A: Steel fabrication Melbourne drawings are: Drawings created just for steel fabricators.
A Shop Drawing is the base for steel fabrication and is very important in the AEC industry. A fabrication shop drawing is a set of drawings made by the fabricator to utilize detailing services given by detailers in contract with the owner and use drawn information in the construction documents
Structural steel detailing is a critical process of structural engineering and demands near-99% accuracy. Even a tiny error can lead to a loss of valuable time and money. Structural steel detailing is an important and mandatory process in all types of manufacturing and construction activities, such as erection of residential and commercial buildings, factories and institutes, as well as shipbuilding. The process of steel detailing is a vital ‘communications link’ that connects key professionals such as engineers, architects, contractors, fabricators and others—all of whom are individually and collectively responsible for the highest levels of accuracy at each stage.
Steel detailing involves the creation of detailed drawings for fabricators and contractors, and includes plans and estimates, as well as other reports and important tasks. The process involves two main types of drawings—shop drawings and erection drawings.
Shop drawings or detail drawings specify every miniscule detail of an individual steel piece or component (columns, beams, joists, trusses, braces etc.) that needs to be made by a steel fabricator. Such drawings include material specifications, component sizes and dimensions, surface specs, welding, bolting and painting details, and all other information pertaining to the fabrication of each component. These drawings are relevant to fabrications only, and do not include details about erection and installation of the steel components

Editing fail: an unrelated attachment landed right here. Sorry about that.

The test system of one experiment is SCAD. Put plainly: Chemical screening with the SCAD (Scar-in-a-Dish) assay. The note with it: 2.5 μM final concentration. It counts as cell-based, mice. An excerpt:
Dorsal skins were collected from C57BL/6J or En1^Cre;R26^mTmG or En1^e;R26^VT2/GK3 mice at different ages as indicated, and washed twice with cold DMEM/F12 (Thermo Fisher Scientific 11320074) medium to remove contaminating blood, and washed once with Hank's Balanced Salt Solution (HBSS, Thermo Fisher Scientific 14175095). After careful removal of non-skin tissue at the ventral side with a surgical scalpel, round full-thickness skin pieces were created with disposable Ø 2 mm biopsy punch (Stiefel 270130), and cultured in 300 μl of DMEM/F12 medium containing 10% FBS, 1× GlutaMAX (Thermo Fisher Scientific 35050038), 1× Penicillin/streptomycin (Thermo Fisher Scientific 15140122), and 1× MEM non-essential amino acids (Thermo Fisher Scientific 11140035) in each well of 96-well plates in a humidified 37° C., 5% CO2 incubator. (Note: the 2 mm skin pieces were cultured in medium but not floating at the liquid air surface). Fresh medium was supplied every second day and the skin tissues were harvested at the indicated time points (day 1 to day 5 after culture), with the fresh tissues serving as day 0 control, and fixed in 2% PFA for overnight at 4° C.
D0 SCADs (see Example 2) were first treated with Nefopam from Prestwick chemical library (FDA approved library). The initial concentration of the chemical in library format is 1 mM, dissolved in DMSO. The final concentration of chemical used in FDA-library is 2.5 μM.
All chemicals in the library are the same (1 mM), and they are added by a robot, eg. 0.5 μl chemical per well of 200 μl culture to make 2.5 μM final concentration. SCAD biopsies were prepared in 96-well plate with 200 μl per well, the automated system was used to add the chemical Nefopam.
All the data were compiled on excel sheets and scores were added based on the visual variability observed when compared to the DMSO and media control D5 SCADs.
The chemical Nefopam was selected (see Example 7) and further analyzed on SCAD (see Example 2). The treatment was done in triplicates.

It is the construction site steel erector who refers to these drawings in the steel detailing process, in order to know how and where to build with the fabricated steel pieces. Included in the erection drawings are dimensional plans to identify the steel members, in addition to all work required on the site including welding, bolting, and installing masonry anchors.
Additional Duties and Responsibilities
For the detailer in the steel detailing process:
Presents his drawings to the structural engineer and/or architect for evaluation before their release to the fabricator.
In cases where structural drawings have inadequate information, offers links subject to the sanction of the structural engineer.
If the detailer is uncertain about any information which prevents him from completing the drawings, they send a request for information (RFI) to the relevant parties before continuing.
Sends his drawing to another steel detailer (labeled the “checker”) for completeness and accuracy.
To monitor changes during the drawing creation process, identifies the revisions by assigning an associated number or letter code in the drawing revision block.